Is it to get closer to a loved one? Do you want to begin to understand where your boss is coming from? Do you want to make a good impression at work or among a new group of friends?
Whatever the reason, if you follow these 6 simple steps, you will be on your way to being an expert listener that people open up to with confidence.
1. Recognize What Kind of Listener You Are
Self-awareness is essential as you’re developing good listening skills. You have to know where you are before you can truly change your behavior((Scientific American: Now Hear This! Most People Stink at Listening)). Pay attention to the cues other people are giving you as to what kind of listener you are right now. Do any of these ring true?
The Space out
The space out listener can’t maintain focus on the speaker. They get distracted easily and are not concentrating on what the speaker is saying.
This person can’t help themselves and butts in while the speaker is talking to share something similar that happened to them recently or share another anecdote they think is related.
This is the person who listens to solve your problem and give unsolicited advice. While their intentions may be helpful, they miss the nuance that the speaker is perfectly capable of handling the situation; they just might need to talk it through.
Similar to the space out listener, the faker takes it the extra mile by uttering responses like “Mm-hmm,” “Yep,” “Oh, really?” “Wow, interesting.” They are distracted, on their phone, listening to music, or watching YouTube videos and don’t have a clue as to what you’re saying.
We have all been in conversations with bad listeners. Let’s prevent ourselves from doing that with others through thoughtful and intentional practice of active listening((MIT: Key Tips for Active Listening)).
2. Decide to Be a Better Listener
This is a choice you are actively making in order to improve your relationships at work or at home, so commit to practicing some good listening skills. Here are some things active listeners do on a regular basis:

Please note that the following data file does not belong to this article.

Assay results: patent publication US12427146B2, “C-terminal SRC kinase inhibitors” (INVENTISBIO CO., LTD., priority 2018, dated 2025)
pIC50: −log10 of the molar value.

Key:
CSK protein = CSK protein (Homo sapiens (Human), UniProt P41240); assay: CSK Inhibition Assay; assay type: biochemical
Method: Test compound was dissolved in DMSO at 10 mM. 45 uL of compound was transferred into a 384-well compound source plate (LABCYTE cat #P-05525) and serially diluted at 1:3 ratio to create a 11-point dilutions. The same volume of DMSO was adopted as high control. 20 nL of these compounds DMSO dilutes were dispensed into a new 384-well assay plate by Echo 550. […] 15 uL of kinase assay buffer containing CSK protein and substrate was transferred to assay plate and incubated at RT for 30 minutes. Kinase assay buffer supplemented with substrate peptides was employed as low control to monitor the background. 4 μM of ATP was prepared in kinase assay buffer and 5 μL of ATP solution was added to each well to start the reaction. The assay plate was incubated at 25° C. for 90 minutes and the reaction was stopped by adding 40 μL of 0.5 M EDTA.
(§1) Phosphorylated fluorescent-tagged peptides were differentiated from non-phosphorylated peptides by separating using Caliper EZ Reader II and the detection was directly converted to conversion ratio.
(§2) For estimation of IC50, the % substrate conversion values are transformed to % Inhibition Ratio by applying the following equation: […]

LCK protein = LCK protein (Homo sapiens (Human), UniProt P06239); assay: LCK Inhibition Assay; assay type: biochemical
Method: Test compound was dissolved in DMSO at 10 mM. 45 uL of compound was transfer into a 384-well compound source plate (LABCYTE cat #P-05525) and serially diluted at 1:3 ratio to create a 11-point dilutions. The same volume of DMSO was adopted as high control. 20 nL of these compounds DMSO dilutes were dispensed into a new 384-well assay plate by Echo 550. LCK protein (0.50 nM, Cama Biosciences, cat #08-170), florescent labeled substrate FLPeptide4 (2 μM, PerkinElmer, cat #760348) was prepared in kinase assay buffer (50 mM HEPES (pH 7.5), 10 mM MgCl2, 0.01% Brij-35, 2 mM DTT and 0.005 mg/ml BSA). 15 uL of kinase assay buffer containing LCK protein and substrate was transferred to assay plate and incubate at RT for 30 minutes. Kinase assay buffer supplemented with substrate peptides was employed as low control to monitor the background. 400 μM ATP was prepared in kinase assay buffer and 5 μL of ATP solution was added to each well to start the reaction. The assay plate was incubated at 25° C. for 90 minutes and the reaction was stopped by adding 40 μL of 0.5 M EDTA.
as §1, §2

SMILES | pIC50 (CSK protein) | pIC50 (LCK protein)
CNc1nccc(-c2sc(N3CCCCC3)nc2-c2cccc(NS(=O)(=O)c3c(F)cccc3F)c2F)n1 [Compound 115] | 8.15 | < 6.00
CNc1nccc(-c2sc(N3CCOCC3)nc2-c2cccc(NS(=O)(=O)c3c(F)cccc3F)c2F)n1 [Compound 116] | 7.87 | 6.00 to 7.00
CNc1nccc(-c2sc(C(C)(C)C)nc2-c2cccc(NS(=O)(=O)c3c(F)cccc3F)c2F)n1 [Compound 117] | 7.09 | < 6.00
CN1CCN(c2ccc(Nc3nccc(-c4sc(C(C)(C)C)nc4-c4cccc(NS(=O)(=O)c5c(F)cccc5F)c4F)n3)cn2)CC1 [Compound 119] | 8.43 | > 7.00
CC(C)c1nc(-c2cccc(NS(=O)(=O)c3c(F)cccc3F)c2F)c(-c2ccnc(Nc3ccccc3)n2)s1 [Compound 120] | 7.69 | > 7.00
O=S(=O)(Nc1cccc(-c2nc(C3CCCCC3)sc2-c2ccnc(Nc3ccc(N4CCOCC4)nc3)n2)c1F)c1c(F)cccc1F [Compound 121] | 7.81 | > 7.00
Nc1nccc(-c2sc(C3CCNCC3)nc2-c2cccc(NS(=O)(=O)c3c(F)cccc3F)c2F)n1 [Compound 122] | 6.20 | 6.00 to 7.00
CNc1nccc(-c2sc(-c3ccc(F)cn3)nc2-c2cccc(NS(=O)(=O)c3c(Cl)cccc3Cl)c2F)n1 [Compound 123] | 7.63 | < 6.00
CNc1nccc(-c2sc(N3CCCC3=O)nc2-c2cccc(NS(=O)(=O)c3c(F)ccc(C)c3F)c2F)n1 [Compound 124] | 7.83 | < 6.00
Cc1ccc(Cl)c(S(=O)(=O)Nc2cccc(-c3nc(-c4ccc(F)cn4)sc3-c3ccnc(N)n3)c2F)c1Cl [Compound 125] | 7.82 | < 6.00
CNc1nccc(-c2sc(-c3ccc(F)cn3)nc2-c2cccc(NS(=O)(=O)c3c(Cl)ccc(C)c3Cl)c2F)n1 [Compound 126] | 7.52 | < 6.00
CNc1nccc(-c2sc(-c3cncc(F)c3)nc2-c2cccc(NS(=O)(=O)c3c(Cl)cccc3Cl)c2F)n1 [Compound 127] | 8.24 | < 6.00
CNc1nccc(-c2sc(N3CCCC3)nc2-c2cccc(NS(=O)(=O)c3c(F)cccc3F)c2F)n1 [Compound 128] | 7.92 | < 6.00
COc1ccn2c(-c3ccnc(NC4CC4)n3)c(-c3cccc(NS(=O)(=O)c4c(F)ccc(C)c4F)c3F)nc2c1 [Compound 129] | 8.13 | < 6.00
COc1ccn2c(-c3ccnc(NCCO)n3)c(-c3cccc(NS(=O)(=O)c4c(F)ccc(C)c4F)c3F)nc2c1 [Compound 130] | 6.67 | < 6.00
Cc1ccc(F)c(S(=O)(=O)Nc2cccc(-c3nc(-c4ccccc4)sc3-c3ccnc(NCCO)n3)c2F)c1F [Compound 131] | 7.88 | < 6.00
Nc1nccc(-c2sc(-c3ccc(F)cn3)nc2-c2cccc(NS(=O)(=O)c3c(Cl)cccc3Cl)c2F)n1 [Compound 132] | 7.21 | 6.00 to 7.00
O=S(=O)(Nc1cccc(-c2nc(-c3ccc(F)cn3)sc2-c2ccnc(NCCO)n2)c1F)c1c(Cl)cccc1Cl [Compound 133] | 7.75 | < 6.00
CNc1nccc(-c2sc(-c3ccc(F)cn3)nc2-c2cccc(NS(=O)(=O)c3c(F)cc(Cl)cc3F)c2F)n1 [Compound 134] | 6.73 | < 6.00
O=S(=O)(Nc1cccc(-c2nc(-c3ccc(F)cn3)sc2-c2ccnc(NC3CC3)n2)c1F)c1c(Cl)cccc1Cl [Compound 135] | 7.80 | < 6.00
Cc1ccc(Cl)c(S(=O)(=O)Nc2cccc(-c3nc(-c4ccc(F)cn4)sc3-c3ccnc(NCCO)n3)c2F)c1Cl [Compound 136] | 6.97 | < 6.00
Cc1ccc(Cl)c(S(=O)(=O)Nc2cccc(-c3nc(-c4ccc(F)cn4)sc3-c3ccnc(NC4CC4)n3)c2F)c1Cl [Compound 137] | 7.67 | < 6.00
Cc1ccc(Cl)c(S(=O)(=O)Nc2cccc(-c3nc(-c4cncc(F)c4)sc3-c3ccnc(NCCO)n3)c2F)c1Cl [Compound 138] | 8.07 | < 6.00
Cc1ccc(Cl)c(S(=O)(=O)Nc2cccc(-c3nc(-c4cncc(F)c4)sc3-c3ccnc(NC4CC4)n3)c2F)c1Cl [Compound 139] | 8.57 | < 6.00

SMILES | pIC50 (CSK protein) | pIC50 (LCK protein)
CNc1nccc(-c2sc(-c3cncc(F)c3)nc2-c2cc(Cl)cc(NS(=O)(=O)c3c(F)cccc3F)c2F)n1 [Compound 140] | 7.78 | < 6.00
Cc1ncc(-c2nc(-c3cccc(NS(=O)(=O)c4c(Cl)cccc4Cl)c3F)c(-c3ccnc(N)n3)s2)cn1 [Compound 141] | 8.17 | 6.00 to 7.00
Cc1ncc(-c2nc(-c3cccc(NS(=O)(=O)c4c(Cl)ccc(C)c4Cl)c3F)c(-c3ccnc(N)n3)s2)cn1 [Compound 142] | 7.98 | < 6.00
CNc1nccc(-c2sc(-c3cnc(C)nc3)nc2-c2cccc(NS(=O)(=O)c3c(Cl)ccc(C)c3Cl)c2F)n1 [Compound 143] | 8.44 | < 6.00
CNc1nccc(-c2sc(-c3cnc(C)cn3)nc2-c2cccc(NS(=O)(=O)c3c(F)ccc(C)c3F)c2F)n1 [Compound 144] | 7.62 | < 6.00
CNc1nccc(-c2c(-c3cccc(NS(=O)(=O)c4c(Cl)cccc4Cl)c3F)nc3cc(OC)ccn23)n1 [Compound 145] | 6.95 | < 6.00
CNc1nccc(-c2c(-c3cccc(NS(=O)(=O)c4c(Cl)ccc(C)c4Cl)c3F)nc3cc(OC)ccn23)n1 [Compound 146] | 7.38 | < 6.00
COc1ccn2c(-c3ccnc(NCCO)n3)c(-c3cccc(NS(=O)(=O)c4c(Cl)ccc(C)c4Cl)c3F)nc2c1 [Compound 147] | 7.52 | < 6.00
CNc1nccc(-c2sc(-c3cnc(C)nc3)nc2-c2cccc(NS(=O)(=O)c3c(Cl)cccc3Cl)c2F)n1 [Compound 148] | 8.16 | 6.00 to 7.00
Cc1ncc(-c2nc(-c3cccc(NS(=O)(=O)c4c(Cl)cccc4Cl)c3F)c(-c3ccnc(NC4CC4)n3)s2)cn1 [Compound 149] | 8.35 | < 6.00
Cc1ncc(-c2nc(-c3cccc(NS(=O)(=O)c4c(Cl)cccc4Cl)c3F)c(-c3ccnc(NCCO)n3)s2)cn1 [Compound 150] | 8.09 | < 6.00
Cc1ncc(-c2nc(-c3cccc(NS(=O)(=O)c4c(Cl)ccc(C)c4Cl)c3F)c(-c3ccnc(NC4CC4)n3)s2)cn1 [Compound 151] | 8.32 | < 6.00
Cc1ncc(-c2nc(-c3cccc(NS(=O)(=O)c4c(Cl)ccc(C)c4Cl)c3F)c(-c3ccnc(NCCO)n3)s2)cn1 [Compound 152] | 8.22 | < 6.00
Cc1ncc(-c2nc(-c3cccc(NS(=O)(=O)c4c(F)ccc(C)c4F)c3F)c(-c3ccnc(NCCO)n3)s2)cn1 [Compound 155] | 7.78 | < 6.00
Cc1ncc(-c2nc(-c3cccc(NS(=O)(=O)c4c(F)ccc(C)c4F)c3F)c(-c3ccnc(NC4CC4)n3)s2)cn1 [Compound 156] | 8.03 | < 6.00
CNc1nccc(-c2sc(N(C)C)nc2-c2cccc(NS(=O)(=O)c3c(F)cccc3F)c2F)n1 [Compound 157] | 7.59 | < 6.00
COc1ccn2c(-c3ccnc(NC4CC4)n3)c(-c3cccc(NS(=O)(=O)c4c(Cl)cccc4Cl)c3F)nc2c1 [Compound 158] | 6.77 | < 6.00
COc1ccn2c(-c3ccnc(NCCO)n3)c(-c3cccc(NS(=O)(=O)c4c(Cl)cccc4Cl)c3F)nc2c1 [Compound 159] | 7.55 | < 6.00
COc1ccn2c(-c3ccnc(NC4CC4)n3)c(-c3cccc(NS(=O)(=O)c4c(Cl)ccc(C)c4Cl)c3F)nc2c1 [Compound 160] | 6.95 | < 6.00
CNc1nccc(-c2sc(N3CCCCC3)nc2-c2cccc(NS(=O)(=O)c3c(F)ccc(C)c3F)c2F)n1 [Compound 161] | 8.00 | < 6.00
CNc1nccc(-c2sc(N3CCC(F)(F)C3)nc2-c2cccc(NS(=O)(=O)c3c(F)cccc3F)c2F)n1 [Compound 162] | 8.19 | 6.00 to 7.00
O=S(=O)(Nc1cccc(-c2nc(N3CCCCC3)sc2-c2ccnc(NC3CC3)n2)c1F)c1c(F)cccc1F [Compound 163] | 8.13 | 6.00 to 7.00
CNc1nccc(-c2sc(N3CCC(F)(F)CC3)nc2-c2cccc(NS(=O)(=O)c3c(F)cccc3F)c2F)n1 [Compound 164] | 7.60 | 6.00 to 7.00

Listen Without Judgment
They listen to learn and to understand what the other person is saying while setting aside assumptions and experiences they have that might be similar.
Communicate Through Non-Verbal Cues
These cues can include eye contact, nodding, smiling, facing the speaker, and putting their phone away and out of sight. These are also known as body language cues and let the speaker know you are connecting with what they are saying.
3. Make a Plan
Before speaking with someone, plan out your actions in your head. Decide what you will and won’t do during the conversation to practice good listening skills. For example:
- I will silence and put away my phone.
- I will adjust my chair so I am facing the person and making eye contact.
- I will listen with curiosity and without judgment.
- I will reflect back what they are saying and ask clarifying questions to help me understand their message.
- I won’t interrupt.
- I won’t get distracted by my phone or other people.
- I won’t listen to solve or fix.
4. Change the Channel
Close your eyes and imagine flipping a switch from on to off. Now, do it again but imagine that Channel 1 is “me-focused” and Channel 2 is “empathy focused.”